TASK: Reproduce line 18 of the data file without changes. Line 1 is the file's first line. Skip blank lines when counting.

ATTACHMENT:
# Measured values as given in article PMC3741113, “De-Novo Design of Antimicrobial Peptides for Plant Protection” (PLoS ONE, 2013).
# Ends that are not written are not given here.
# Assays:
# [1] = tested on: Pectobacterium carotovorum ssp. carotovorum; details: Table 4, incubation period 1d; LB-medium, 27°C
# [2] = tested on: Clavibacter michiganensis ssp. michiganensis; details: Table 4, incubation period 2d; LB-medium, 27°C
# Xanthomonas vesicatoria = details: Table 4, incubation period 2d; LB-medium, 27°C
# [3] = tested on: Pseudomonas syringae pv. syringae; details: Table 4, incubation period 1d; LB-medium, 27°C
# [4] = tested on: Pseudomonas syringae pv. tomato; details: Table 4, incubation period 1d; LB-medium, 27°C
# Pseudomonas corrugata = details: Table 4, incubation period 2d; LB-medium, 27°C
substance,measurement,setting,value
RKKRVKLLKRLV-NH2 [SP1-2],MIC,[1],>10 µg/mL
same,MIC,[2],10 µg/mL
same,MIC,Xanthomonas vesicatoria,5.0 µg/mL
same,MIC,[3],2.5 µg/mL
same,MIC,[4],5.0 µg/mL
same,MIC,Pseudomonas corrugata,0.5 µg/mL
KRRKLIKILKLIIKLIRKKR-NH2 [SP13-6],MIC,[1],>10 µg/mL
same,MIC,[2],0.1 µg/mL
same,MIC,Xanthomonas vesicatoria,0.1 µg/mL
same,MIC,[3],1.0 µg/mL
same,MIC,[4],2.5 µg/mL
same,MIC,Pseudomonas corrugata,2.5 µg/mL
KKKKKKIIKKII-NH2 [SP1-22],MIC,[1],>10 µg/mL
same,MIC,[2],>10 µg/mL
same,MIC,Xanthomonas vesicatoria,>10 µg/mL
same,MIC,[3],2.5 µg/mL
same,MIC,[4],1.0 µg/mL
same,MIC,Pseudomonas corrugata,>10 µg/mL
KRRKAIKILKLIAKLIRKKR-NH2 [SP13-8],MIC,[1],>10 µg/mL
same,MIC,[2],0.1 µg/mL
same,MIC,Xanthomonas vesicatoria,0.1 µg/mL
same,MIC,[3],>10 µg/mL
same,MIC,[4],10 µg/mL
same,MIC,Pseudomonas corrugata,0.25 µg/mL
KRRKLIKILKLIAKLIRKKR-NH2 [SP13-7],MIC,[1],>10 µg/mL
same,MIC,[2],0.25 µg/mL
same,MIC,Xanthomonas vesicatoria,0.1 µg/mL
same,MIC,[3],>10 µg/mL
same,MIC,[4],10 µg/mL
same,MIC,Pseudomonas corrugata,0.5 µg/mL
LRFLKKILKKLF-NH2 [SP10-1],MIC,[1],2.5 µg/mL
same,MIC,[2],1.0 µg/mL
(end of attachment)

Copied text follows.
same,MIC,[2],0.1 µg/mL